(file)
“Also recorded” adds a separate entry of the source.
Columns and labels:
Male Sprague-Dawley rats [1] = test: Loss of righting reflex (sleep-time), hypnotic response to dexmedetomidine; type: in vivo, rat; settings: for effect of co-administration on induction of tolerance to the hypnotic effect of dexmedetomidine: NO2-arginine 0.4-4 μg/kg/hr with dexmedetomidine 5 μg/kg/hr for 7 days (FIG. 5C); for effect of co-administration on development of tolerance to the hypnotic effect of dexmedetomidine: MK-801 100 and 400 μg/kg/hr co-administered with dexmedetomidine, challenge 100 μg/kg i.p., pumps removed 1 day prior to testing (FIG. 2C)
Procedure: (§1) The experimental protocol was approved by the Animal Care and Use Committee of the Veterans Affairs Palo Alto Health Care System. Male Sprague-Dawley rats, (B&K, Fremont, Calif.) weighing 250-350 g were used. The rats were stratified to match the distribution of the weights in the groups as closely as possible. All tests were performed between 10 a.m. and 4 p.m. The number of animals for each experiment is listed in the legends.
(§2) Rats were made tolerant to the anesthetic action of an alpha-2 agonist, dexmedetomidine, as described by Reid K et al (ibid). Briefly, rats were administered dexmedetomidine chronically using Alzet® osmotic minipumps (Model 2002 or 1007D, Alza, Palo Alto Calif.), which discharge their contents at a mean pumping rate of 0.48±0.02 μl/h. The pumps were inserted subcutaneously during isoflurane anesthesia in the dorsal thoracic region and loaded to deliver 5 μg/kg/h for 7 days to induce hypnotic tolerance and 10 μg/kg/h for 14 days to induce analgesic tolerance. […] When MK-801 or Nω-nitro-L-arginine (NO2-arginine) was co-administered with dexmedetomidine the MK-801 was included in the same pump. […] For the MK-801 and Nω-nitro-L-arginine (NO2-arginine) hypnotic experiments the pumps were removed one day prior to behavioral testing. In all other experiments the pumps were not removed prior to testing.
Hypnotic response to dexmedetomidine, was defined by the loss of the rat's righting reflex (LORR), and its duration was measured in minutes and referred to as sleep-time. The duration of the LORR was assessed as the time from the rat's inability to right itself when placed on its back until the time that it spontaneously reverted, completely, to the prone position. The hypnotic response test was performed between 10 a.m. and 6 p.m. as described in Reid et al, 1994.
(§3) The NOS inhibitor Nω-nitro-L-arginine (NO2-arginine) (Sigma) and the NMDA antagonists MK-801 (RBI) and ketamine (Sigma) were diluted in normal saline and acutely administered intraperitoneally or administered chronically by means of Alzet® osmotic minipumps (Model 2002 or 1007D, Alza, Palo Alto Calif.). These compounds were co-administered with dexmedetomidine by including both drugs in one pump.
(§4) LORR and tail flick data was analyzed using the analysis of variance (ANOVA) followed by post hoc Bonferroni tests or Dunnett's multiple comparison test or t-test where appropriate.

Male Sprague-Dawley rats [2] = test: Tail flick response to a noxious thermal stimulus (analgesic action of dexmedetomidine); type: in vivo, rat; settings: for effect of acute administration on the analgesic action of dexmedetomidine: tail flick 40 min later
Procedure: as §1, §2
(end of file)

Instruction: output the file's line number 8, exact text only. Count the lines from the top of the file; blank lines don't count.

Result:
(§4) LORR and tail flick data was analyzed using the analysis of variance (ANOVA) followed by post hoc Bonferroni tests or Dunnett's multiple comparison test or t-test where appropriate.